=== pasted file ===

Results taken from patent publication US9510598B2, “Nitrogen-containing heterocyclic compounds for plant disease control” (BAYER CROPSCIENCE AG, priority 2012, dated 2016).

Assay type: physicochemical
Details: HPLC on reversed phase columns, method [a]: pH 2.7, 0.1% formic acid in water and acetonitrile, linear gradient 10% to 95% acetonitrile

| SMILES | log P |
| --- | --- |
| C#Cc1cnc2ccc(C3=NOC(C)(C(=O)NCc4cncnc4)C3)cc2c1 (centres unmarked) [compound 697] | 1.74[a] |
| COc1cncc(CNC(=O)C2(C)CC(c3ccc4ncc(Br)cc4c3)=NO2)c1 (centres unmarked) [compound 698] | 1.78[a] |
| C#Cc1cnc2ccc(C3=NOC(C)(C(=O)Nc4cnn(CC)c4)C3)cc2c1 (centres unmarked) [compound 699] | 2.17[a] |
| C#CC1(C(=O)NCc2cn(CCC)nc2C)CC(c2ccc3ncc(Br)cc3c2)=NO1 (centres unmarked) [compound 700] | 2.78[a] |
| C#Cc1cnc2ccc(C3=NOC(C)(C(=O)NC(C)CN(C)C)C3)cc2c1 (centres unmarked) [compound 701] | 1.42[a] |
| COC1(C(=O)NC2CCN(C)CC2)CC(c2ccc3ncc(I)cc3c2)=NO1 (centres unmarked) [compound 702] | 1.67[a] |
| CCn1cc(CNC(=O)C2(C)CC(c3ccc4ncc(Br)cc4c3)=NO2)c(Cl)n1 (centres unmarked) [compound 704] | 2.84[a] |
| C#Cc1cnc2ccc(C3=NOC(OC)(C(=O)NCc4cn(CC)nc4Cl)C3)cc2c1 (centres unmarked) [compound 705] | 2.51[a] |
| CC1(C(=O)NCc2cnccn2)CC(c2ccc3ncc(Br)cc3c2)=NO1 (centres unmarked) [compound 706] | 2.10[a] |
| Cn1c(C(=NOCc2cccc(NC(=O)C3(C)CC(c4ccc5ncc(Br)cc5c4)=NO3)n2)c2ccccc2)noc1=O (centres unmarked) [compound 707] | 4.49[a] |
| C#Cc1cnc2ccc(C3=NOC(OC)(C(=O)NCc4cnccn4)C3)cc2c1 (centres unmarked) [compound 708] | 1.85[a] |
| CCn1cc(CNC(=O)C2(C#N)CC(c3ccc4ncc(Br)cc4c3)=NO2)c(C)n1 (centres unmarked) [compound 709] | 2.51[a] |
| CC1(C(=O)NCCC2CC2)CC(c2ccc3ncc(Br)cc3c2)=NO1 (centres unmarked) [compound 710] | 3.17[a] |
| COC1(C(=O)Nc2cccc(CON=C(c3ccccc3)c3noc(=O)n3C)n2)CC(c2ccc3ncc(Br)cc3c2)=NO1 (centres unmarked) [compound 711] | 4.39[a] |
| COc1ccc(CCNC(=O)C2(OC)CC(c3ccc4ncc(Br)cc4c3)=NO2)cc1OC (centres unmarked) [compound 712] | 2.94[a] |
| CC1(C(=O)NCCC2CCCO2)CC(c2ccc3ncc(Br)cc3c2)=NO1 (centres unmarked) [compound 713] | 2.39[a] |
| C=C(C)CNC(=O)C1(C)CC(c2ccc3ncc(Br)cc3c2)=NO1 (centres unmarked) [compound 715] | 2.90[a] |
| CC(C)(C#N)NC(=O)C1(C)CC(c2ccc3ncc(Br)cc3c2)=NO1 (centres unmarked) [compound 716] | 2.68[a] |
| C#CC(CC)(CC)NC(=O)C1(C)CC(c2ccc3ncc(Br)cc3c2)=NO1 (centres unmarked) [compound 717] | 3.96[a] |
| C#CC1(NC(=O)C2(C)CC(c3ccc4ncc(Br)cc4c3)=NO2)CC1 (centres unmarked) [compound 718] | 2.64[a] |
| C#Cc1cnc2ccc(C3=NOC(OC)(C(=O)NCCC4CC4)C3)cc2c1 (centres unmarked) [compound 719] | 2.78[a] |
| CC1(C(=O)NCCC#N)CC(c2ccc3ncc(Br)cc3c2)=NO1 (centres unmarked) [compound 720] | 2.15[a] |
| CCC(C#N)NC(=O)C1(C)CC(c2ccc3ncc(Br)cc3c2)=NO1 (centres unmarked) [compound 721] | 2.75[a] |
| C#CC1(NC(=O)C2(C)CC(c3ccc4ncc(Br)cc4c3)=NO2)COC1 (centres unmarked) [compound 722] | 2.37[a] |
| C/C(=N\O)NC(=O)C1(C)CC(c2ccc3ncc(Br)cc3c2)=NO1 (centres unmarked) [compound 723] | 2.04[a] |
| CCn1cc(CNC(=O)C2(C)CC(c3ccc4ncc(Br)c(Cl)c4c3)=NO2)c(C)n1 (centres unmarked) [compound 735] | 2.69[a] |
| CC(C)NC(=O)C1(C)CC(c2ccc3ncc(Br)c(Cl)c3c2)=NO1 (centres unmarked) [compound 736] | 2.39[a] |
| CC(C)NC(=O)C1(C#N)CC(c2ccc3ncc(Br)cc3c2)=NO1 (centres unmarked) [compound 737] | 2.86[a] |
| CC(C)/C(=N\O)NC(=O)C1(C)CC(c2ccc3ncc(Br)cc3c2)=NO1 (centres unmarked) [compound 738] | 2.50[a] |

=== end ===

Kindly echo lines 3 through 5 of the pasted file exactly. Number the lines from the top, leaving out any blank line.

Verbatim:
Details: HPLC on reversed phase columns, method [a]: pH 2.7, 0.1% formic acid in water and acetonitrile, linear gradient 10% to 95% acetonitrile

| SMILES | log P |
| --- | --- |